The first light of dawn casts shadows on the white walls of an Outer Cape home. At low tide on Wellfleet Bay, shimmering mudflats mirror the image of a moored sailboat. The hull of a fishing vessel throws foam in the air as it breaks through cresting waves. These are the scenes to which Wellfleet artist Paul Suggs is repeatedly drawn.
Working in a photo-realistic style in his studio, Suggs aims to do much more than simply replicate a picturesque Cape Cod landscape in his paintings. Instead, he renders the motion and light of a fleeting instant with intricate brushstrokes in layers of acrylic paint.
“I am trying to capture a oneness with the moment, the feeling of being right there,” Suggs says. “That is the art. The rest is just technique.” Although he returns over and over again to his favorite themes, no two paintings are alike, just as no moment in time can ever be repeated.
Suggs’s paintings are currently on exhibit at Wellfleet Preservation Hall in a one-man show titled “Scenes of Wellfleet, Maine & More.” Images of local scenery hang alongside views of coastal Maine, where Suggs has built a small vacation home for his family. The exhibit also includes figurative portraits from a new series, inspired by old photographs he finds at flea markets, painted in soft, sepia tones.
A viewer familiar with the Outer Cape will sense in Suggs’s work the intimacy of a native. Though he’s not a Wellfleetian, as some who were born here call themselves, he could easily be mistaken for one, so imbedded is he in the community.
Born and raised in Connecticut, Suggs attended the School of Visual Arts in New York City, where he worked with Chuck Close and Malcolm Morley. “That experience opened my mind,” he says. “So much was happening in the city in the late ’60s. I would go to the galleries and museums all the time. I like primitive art, modern art, classical art, though I was always drawn most to impressionism and realism.”
It was the local landscape that led Suggs to make his home here in 1971 at the age of 20. “I drove into town on one of those beautiful days in September and went to the ocean, the ponds, the bay,” he says. “That was it — a month later, I found a rental and moved here.”
As a young artist, Suggs used “an impressionist approach” and opened the Sun Gallery at Mayo Beach in Wellfleet, a venture he admits “was not successful.” In 1972, Suggs created the landmark lobsterman hanging from a boat on Mac’s Shack for Joe Francis, the owner of what was then the Bayside Lobster Hutt.
“The boat is attached to the rafters of the building using a bed frame that we cut and welded,” Suggs says. “The guy himself is made of papier-mâché and fiberglass. We never thought he’d stay up there for almost 50 years.”
That same year Suggs also built his “squirting clam,” a beloved feature in Wellfleet’s Fourth of July parade. Even though the event was canceled this summer due to the pandemic, Suggs pushed his clam down the entire route, just as he has done every year since it was made, squirting water into the empty streets with only his nephew by his side.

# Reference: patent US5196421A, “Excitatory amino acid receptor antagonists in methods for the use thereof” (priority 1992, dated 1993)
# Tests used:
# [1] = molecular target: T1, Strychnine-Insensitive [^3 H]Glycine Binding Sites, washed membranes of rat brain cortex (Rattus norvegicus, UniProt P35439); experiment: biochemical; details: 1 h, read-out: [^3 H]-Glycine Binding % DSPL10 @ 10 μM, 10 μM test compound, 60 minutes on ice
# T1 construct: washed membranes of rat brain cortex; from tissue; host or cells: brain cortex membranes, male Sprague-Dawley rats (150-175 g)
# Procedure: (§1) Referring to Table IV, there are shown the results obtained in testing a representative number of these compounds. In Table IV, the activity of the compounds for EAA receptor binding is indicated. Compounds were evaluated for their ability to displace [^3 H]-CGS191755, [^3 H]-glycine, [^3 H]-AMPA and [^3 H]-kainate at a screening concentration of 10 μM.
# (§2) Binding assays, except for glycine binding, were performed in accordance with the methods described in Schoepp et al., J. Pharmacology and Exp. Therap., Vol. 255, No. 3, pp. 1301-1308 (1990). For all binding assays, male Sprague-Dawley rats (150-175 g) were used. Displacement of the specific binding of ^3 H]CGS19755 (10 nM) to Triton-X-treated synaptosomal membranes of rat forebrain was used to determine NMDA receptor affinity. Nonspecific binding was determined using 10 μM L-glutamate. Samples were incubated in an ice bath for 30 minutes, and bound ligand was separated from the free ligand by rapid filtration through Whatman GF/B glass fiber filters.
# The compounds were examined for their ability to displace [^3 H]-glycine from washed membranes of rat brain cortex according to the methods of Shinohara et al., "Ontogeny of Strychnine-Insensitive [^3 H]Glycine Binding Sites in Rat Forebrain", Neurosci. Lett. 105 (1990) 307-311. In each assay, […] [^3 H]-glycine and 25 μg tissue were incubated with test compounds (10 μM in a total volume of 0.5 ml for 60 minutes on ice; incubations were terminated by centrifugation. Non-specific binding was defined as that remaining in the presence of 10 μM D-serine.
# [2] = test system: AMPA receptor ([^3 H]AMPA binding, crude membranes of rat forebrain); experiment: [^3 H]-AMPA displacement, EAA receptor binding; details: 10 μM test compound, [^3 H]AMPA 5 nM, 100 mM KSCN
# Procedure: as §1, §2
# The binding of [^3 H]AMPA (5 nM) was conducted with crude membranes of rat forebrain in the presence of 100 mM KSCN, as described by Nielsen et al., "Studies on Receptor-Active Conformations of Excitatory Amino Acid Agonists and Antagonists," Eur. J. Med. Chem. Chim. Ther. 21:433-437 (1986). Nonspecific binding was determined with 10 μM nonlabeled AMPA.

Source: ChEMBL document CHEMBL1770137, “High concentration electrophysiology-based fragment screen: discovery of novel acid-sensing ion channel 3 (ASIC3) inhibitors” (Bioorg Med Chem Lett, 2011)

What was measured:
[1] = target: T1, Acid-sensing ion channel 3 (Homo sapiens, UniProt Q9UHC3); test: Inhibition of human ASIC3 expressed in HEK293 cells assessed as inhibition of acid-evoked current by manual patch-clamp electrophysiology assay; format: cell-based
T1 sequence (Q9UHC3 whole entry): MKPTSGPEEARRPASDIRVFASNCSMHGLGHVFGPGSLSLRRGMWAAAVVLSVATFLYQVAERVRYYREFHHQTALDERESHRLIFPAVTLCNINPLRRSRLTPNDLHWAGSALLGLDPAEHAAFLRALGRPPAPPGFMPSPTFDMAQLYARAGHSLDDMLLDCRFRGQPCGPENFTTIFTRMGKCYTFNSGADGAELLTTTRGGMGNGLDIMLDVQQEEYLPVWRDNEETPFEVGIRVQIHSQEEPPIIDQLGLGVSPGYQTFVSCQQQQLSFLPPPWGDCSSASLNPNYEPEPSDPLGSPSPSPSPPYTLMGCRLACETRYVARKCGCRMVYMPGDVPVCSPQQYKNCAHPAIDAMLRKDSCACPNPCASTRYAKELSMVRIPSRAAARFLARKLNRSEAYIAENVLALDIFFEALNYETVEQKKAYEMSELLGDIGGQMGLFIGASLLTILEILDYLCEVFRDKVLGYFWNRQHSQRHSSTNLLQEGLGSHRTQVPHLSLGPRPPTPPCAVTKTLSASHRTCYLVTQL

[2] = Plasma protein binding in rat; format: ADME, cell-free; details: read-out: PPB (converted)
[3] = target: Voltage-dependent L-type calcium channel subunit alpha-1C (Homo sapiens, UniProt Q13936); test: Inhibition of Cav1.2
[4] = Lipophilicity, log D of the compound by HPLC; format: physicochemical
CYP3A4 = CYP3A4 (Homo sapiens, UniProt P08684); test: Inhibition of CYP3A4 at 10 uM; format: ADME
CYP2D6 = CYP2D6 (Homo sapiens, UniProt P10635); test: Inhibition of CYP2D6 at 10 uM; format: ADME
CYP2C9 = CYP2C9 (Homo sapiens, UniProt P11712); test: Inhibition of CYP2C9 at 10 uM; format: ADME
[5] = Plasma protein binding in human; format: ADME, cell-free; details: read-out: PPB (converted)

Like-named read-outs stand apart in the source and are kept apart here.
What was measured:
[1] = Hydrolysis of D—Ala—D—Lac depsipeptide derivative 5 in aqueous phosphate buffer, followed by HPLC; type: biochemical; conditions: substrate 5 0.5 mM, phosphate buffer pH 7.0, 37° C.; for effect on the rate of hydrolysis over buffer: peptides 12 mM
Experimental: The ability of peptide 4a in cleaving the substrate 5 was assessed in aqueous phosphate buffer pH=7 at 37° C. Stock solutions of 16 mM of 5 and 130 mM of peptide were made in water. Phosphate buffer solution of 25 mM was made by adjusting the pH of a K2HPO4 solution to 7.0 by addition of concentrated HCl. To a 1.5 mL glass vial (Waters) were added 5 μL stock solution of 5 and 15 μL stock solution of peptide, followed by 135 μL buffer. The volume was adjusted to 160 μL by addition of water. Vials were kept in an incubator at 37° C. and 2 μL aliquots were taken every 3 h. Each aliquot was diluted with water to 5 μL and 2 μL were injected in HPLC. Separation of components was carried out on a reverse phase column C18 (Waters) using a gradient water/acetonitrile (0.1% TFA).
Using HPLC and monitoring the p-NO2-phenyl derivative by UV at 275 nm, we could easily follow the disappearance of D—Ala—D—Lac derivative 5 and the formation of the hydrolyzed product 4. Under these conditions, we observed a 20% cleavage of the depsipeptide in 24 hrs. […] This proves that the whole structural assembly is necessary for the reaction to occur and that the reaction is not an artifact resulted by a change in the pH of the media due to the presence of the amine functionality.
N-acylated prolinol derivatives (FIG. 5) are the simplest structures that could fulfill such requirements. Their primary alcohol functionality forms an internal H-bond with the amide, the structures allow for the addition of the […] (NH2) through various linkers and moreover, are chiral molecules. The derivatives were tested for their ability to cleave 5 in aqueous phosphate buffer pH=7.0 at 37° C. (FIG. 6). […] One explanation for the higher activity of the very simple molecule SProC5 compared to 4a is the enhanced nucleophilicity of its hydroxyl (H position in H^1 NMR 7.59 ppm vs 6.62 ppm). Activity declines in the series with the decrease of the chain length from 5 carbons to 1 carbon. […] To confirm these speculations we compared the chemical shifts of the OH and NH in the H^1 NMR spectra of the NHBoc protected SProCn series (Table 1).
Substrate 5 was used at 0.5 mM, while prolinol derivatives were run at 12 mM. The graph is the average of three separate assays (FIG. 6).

“When I told my wife that I was going to do it, she asked, ‘Why? No one will be there.’ I replied, ‘Why not?’ It was fun, and a few people appreciated it,” he says with a chuckle.
Suggs drew an iconic oyster for the logo of his oystering business, and later sold the image to a T-shirt printer. Shirts bearing his Wellfleet oyster are still being sold today. But Suggs eventually gave up the oyster grant and worked as a house painter. He stopped making art for a few years, and only when his brother-in-law offered him studio space in his garage on Briar Lane did Suggs return to painting.
“My earlier paintings were done in plein air and very quickly,” Suggs says. “When I returned to painting in my early 40s, I started taking photos and using them to work from. That slowed down my process quite a bit, and my style turned to realism.” He shows his work, alongside the pottery of his wife, Ann Suggs, at their Works Gallery on Commercial Street.
His new figurative paintings from vintage photographs represent another shift in style. “At some point last winter,” Suggs says, “I wanted to eliminate color from my palette and try something different. As I continue to work, my paintings will continue to change, because I give myself a new challenge to learn from in each one, whether it be light, color, composition, or subject.
“The key is to love the journey,” he adds. “And to share the work.”
The event: “Paul Suggs: Scenes of Wellfleet, Maine & More,” exhibit of paintings
The time: Tuesday through Friday, 10 a.m. to 4 p.m., and online, anytime; through Jan. 8
The place: Wellfleet Preservation Hall, 335 Main St.; wellfleetpreservationhall.org
The cost: Free